Thank you so much for your input guys - helpful!

 

I should've mentioned that I've actually been using this bike since August, the landlord just had it collecting dust, and apart from puncturing the back tire, I haven't really had too many issues with it. It runs out of fuel quite quickly though!

 

As I said, it's just slow, speedometer's broken, the sponge from the seat near the backside is visible, and a few weeks after having the brakes oiled for free, they went back to not being great again.  

 

So the servicing costs I'll be looking at would be: 

1. Fixing the speedometer

 

2. Getting the brakes repaired properly (no idea how much that costs) 

 

3. A possible seat replacement in the future, but that's not really essential 

 

4. Something to make it go faster 

 

CharileH - I was thinking the same thing, servicing is a good call but I'm not really sure if they could increase the top speed. Guess I'll find out. 

 

Eisfield - Ok so I'm assuming my landlord will have to come with me to the Dept. of Land Transport in Phuket to make this happen? 

New brakes will be around 400-500 baht. A reupholstered seat should be no more than 300-400 baht. As far as speed goes, an oil change and a new spark plug might help. Unless the engine is really tired. 

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You only need to improve the brakes and then change the drive parts. AS long as the engine is still okay, the rest are easily available for an affordable price here.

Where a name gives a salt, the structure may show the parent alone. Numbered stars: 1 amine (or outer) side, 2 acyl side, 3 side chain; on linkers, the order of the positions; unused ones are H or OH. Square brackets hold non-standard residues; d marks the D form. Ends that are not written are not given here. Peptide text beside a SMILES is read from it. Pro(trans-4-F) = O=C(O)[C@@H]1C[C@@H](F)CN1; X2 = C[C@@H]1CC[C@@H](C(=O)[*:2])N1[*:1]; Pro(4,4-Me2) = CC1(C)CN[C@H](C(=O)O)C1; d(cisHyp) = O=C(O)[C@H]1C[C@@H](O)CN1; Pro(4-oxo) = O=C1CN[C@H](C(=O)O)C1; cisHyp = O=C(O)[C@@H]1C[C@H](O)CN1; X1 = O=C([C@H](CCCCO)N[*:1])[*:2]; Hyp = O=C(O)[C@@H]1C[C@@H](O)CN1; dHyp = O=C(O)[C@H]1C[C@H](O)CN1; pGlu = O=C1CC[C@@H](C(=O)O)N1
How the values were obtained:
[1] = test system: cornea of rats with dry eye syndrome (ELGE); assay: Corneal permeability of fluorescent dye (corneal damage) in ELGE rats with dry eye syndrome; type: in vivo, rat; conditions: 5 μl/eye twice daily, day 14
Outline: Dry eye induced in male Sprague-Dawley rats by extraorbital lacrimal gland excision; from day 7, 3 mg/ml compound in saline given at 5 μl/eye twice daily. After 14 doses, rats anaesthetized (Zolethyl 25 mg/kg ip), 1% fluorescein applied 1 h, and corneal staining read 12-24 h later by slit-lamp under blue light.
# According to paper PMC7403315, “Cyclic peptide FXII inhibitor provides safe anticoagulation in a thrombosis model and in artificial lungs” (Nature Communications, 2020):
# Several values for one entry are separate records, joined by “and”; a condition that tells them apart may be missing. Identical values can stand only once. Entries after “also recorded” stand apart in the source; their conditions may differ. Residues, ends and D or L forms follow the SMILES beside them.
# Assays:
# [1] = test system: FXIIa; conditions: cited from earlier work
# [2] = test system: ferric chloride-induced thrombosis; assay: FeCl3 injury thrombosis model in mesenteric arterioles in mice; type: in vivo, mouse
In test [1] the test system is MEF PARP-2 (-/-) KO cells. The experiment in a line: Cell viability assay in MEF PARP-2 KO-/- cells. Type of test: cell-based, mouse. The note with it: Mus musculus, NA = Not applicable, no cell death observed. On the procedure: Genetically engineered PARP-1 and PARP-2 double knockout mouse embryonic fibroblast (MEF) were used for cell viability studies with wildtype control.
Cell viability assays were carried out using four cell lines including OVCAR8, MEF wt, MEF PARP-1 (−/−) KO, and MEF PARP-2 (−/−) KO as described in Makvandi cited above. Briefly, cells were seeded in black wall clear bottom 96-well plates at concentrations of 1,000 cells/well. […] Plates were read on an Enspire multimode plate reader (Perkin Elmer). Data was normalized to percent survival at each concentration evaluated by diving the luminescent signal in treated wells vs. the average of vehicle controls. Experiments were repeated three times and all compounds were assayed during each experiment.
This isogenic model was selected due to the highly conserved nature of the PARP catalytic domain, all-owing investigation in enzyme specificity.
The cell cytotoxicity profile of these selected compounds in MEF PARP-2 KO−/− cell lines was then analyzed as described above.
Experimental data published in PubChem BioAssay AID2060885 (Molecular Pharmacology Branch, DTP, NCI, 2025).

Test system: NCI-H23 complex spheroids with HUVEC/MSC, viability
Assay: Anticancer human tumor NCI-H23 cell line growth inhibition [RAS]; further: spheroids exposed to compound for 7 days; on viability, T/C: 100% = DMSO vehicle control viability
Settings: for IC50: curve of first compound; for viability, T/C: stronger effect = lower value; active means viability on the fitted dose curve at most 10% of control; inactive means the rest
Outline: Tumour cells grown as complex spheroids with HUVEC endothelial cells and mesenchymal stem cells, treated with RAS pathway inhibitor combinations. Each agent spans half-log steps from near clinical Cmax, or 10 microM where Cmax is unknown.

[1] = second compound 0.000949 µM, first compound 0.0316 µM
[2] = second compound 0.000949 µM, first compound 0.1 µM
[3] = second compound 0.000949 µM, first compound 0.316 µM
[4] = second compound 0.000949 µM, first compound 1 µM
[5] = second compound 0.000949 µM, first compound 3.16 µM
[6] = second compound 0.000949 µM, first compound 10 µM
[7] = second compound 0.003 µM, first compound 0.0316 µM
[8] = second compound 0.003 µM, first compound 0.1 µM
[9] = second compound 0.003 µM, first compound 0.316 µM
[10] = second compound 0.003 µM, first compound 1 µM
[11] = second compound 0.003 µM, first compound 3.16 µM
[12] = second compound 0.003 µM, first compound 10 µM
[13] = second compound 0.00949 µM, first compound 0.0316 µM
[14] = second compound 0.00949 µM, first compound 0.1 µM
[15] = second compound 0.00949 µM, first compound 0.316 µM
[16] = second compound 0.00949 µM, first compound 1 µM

Transferring your name to the green book can be easily done at the DLT. 

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It will also need a vehicle safety inspection

 

 

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Get it serviced first (insignificant cost).

 

See how it goes after that and get the mechs. to tell you what they think.

 

Hopefully you get to ride a better performing bike for a start.

 

You will know if it/isn't worth any extra cost to bring up to spec.

 

Worst case write the cost off as "pre-purchase engineers report".

 

PS Keep your cool if the owner decides that because it now runs well it is worth more, or that he doesn't want to sell or let you ride it anymore.

 

Edited by Enoon
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59 minutes ago, Enoon said:

 

Get it serviced first (insignificant cost).

 

See how it goes after that and get the mechs. to tell you what they think.

 

Hopefully you get to ride a better performing bike for a start.

 

You will know if it/isn't worth any extra cost to bring up to spec.

 

Worst case write the cost off as "pre-purchase engineers report".

 

PS Keep your cool if the owner decides that because it now runs well it is worth more, or that he doesn't want to sell or let you ride it anymore.

 

That would be a "standard" service.

 

ie plug, filters, etc, not items 1-4 on your list.

 

 

Edited by Enoon
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6000 baht for a running bike with (legitimate) green book is about as low as you'll find..any lower and it starts to make more sense (and money) to start selling it as spare parts.

 

If it drives straight with no strange noises or wobbles and stops ok ,there is no/minimal oil leaks ,no smokey exhaust and the only thing broken is the speedometer then buy it.

Edited by johng